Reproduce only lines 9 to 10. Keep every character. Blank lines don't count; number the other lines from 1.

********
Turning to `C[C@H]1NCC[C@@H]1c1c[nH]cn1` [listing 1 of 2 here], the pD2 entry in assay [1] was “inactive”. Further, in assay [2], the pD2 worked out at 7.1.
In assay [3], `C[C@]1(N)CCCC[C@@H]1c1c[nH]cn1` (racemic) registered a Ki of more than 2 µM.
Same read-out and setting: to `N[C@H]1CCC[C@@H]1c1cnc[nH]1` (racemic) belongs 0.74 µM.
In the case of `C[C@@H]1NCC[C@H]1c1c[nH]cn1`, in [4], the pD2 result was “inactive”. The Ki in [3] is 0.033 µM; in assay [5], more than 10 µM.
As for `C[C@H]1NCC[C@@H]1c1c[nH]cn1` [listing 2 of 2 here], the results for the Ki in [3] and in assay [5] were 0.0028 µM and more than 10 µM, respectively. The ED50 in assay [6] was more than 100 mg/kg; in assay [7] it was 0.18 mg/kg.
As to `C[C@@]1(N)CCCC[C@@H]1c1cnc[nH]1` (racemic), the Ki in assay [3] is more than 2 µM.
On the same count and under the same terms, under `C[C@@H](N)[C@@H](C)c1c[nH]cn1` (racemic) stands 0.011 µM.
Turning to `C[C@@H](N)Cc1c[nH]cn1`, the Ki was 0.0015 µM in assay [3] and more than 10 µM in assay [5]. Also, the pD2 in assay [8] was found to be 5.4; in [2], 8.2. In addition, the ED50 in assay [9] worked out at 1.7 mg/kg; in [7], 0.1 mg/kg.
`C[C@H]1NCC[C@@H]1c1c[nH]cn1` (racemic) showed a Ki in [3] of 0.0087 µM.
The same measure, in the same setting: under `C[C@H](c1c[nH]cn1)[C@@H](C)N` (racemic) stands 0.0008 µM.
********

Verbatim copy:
`C[C@H]1NCC[C@@H]1c1c[nH]cn1` (racemic) showed a Ki in [3] of 0.0087 µM.
The same measure, in the same setting: under `C[C@H](c1c[nH]cn1)[C@@H](C)N` (racemic) stands 0.0008 µM.